The capital markets are heating up, and as a result we are seeing increased interest in raising private capital for early-stage and private equity transactions. Because the private capital market is so inefficient, the use of “finders” to secure capital is increasing.


In the course of advising clients and reviewing proposed “finder” engagement agreements, we often hear folklore, or possibly wishful thinking, about the laws that apply to using agents to raise capital. This folklore typically takes the form of “finders” (i.e., persons who raise capital for a fee) and issuers (i.e., companies raising money), and assumes that the regulation of securities broker-dealers does not apply where a party seeking debt or equity funds hires a finder to introduce investors to the issuer. Often the documentation describes these activities as “consultation,” as opposed to classic broker-dealer activities, but the fundamental relationship is the same: The finder is paid to bring investors (which may include lenders) to the issuer.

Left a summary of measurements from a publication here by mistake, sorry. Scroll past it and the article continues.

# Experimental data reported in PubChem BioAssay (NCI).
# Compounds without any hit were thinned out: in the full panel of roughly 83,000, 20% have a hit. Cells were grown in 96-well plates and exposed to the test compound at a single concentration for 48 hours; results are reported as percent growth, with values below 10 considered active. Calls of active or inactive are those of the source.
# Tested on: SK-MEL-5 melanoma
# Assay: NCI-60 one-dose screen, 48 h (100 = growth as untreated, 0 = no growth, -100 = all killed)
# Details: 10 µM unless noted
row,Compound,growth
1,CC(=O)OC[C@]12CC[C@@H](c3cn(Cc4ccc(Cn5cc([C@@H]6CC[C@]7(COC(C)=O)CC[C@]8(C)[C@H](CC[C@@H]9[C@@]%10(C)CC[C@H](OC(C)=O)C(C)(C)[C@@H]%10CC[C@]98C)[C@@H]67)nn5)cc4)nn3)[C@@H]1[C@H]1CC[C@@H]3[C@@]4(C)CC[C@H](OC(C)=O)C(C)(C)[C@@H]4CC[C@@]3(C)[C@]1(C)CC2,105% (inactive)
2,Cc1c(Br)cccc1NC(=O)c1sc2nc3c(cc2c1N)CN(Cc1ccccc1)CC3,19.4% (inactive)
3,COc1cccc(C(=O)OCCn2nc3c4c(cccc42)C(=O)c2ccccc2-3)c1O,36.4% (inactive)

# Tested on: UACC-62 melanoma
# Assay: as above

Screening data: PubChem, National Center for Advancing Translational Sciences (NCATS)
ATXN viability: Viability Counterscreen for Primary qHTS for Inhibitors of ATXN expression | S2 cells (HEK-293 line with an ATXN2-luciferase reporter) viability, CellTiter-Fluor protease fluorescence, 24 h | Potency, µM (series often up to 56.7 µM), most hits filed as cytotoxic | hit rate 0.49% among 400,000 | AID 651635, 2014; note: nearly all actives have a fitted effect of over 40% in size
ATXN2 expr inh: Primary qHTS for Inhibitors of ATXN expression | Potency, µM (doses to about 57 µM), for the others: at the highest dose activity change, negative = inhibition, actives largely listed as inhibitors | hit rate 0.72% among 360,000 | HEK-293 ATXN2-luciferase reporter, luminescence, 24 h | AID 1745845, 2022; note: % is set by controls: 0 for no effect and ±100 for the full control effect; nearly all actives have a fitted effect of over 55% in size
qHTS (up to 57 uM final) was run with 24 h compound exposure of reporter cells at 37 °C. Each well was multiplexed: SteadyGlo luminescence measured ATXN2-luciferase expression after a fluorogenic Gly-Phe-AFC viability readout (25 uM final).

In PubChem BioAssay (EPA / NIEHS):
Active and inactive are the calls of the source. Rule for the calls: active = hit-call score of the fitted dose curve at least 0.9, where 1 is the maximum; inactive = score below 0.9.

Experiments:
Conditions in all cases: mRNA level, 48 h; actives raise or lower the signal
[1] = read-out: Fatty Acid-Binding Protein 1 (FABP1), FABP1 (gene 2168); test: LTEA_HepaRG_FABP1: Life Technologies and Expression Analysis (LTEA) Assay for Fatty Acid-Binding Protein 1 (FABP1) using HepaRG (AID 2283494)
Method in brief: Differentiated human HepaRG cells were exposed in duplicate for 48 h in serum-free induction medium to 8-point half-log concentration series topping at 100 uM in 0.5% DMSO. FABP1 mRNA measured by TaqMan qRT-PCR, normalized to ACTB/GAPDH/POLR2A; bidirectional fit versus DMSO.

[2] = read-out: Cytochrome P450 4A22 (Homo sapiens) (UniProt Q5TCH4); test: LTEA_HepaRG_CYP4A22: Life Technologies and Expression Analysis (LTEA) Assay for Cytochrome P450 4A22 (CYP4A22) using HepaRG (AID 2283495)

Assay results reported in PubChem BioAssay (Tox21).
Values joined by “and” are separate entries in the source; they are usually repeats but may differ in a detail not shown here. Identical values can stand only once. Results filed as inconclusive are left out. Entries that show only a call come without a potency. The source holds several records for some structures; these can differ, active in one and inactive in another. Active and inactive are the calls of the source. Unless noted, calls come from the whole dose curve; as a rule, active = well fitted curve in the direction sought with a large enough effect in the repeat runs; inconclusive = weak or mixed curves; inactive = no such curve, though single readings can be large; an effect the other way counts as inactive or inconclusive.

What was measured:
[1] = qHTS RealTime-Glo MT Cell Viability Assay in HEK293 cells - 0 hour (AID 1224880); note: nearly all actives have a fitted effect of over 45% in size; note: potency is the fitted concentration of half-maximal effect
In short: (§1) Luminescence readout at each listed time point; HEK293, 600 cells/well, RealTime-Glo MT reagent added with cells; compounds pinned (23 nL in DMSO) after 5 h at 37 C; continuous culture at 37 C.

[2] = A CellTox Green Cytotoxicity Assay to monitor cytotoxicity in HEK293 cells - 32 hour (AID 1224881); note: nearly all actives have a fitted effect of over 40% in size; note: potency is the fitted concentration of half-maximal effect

Confusion as to the law in these situations is dangerous for all parties to the transaction … .

As is almost always the case, this folklore is incorrect. Confusion as to the law in these situations is dangerous for all parties to the transaction, including the issuer, the finder, and in certain instances, the investor.